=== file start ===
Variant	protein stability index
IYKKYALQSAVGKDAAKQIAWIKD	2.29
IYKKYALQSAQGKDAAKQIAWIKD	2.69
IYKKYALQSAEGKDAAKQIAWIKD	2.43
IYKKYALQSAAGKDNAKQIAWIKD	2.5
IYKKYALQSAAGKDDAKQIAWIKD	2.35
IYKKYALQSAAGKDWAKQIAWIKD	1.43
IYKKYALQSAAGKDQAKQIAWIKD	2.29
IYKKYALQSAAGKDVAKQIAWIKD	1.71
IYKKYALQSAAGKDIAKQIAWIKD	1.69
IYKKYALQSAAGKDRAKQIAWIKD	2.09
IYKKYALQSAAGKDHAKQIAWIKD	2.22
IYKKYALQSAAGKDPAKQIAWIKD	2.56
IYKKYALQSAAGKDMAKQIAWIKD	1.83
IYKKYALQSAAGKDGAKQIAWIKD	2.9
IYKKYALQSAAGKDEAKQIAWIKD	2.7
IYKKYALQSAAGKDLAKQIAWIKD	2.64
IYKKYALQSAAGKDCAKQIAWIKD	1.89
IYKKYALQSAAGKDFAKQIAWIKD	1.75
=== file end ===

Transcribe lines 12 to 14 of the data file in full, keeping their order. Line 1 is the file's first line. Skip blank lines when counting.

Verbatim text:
IYKKYALQSAAGKDHAKQIAWIKD	2.22
IYKKYALQSAAGKDPAKQIAWIKD	2.56
IYKKYALQSAAGKDMAKQIAWIKD	1.83